May 9, 2014
Middle Age Men Face Double The Risk Of Death Due To Social Stress
Brett Smith for redOrbit.com - Your Universe Online
Mental health experts have long touted the benefits of a strong social support network, particularly in times of stress. But what if that support network is a source of stress?
A new study published in the Journal of Epidemiology & Community Health has found that frequent arguments with friends and family can actually increase mortality in middle age, especially in men and those not gainfully employed.
Study author Rikke Lund, of the University of Copenhagen Department of Publich Health, told the Daily Mail that men could be particularly susceptible to the negative effects of constant conflict because they tend to have smaller social networks than women.
“Previous research seem to say it is stress on your cardiovascular system which is associated with increase in blood pressure which is associated with heart disease,” she told the British news organization. “Men to report smaller networks than women. They say their spouse or partner is their main confident. They may have a good friend or close colleague but their network is smaller.”
“Women tend to have larger networks and they share the stress they have with good friends and family member,” Lund added. “Men will limit their conversations with friends and family. The one person they have as a confident is actually the one putting the worries and demands on them then that could be making them more vulnerable.”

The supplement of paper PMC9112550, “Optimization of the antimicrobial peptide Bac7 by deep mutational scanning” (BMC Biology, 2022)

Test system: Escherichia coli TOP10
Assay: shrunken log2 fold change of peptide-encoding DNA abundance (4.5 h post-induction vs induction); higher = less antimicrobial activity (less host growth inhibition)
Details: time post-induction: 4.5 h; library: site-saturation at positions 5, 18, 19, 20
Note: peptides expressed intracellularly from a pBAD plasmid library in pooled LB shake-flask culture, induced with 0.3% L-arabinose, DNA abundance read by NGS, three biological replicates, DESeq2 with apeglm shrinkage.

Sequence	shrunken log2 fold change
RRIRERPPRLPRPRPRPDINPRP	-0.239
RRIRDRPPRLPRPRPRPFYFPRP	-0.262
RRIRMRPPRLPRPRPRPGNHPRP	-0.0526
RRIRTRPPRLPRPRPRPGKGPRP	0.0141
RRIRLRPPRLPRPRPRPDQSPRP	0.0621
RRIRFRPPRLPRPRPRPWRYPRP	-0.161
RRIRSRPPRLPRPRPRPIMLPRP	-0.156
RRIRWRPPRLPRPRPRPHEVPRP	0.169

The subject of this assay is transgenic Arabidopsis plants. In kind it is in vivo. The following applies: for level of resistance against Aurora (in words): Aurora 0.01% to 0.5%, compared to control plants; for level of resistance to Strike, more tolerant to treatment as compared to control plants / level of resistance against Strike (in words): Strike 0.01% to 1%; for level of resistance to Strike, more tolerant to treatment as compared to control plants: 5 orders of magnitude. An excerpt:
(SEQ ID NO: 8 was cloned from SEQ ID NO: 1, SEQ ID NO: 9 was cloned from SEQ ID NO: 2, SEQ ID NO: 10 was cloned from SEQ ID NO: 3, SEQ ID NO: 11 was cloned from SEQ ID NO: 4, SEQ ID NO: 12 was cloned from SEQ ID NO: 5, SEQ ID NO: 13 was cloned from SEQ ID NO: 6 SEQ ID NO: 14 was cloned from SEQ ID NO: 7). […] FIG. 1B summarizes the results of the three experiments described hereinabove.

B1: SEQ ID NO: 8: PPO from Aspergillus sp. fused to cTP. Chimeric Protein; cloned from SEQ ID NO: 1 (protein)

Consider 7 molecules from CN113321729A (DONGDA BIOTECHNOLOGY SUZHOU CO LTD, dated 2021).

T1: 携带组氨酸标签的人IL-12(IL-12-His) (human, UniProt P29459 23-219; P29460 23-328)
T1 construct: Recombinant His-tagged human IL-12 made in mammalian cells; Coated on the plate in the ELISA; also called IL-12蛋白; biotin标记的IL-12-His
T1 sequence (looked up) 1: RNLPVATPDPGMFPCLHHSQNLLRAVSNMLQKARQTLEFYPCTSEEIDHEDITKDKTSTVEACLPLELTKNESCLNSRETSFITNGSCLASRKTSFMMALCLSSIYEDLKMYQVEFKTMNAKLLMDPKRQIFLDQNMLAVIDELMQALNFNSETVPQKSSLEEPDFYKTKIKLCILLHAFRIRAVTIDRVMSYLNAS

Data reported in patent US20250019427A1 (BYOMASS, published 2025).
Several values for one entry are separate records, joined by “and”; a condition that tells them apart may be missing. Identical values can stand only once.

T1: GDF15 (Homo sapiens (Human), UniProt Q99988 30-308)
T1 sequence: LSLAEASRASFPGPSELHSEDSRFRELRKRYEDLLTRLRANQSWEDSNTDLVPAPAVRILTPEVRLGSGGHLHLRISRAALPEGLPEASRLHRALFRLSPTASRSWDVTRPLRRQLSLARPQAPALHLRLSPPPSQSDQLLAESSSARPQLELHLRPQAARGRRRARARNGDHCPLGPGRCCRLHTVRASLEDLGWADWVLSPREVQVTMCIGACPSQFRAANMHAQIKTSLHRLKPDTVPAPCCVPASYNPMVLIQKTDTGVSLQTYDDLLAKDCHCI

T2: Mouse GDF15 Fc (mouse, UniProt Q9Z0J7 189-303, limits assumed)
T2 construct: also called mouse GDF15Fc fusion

For the study, the team surveyed almost 10,000 individuals between 36 and 52 years of age on their closest social relationships. All the volunteers were already participants in the Danish Longitudinal Study on Work, Unemployment and Health.
The social scientists looked at whom in a person’s social network – partners, children, other relatives, friends and neighbors – were a source of stress or conflict, and how often conflict arose. They also looked to see if having a job had an effect. Mortality of study volunteers was tracked from 2000 to the end of 2011 with information from the Danish Cause of Death Registry.
Almost half the 226 men and 196 women who died during the study period did so from cancer, while circulatory issues, liver disease, and accidents and suicide comprised the remainder.
Around 10 percent of volunteers said that their partner or children were a regular source of stress, about six percent said this was true about other relatives and two percent said the same for friends. Six percent said they had recurrent disputes with their partner or children, two percent with other family members, and one percent with friends or neighbors.
After considering confounding factors, the investigation revealed that frequent worries or demands associated with close relationships were linked to a 50- to 100-percent elevated mortality rate from all causes.
Regular arguments with anyone in the social circle were linked with a 100- to 200-percent increase in mortality rate as opposed to volunteers who said these incidents were uncommon.
Additionally, participants who were unemployed were at noticeably greater risk than those who had very similar stressors but were employed. Men also seemed to be significantly prone to stress attributed to their female partners, with a bigger likelihood of death than that commonly linked with being a man or with this particular relationship stress factor.
While personality may have a part in how people respond to stress, the authors noted that conflict management skills may also help to lower premature deaths linked with social relationship stress.